I know the soul’s struggle of two people: Am I a painter or not? Of [Anthon van] Rappard and of myself – a struggle, hard sometimes, a struggle which accurately marks the difference between us and certain other people who take things less seriously; as for us, we feel wretched at times; but each bit of melancholy brings a little light, a little progress; certain other people have less trouble, work more easily perhaps, but then their personal character develops less. You, too, would have that struggle, and I tell you, don’t forget that you are in danger of being upset by people who undoubtedly have the very best intentions.
If you hear a voice within you saying, “You are not a painter,” then by all means paint, boy, and that voice will be silenced, but only by working. He who goes to friends and tells his troubles when he feels like that loses part of his manliness, part of the best that’s in him; your friends can only be those who themselves struggle against it, who raise your activity by their own example of action. One must undertake it with confidence, with a certain assurance that one is doing a reasonable thing, like the farmer drives his plough, or like our friend in the scratch below, who is harrowing, and even drags the harrow himself. If one hasn’t a horse, one is one’s own horse – many people do so here.
There is a saying of Gustave Dore‘s which I have always admired, “J’ai la patience d’un bœuf,” I find a certain goodness in it, a certain resolute honesty – in short, that saying has a deep meaning, it is the word of a real artist. When one thinks of the man from whose heart such a saying sprang, all those oft-repeated art dealer’s arguments about “natural gifts” seem to become an abominably discordant raven’s croaking. “J’ai la patience” – how quiet it sounds, how dignified; they wouldn’t even say it except for that very raven’s croaking. I am not an artist – how coarse it sounds – even to think so of oneself – oughtn’t one to have patience, oughtn’t one to learn patience from nature, learn patience from seeing the corn slowly ripen, seeing things grow – should one think oneself so absolutely dead as to imagine that one would not grow any more? Should one thwart one’s own development on purpose? I say this to explain why I think it so foolish to speak about natural gifts and no natural gifts.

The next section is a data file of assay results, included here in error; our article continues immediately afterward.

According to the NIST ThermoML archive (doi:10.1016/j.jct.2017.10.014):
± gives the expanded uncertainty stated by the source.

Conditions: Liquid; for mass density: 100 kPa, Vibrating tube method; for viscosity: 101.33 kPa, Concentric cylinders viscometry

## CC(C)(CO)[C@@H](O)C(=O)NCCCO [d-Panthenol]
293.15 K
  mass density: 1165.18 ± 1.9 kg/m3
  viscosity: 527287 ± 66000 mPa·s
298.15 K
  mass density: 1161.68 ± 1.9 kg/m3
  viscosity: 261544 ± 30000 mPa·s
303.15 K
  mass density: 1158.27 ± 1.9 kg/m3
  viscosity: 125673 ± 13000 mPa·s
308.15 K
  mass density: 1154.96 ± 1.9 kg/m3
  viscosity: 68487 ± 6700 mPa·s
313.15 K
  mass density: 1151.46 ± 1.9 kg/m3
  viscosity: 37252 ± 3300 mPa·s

But in order to grow, one must be rooted in the earth. So I tell you, take root in the soil of Drenthe – you will germinate there – don’t wither on the sidewalk. You will say there are plants that grow in the city – that may be, but you are corn, and your place is in the cornfield.
— Vincent van Gogh in a letter to his brother Theo van Gogh (Drenthe, The Netherlands: October 28, 1883). Translated and edited by Robert Harrison with the original translation from the Dutch by Johanna Gezina van Gogh-Bonger. Original translation available in The Letters of Vincent van Gogh to his Brother, 1872-1886: With a memoir by his sister J. van Gogh-Bonger, Volume 2, (London: Constable & Company, Ltd., 1927), p. 332. Originally published as Vincent van Gogh: Brieven aan zijn Broeder. Uitgegeven en toegelicht door zijn schoonzuster J. van Gogh-Bonger, (Amsterdam, The Netherlands: 1914). Cited in part by Lee Graves in private email (October 2, 2007).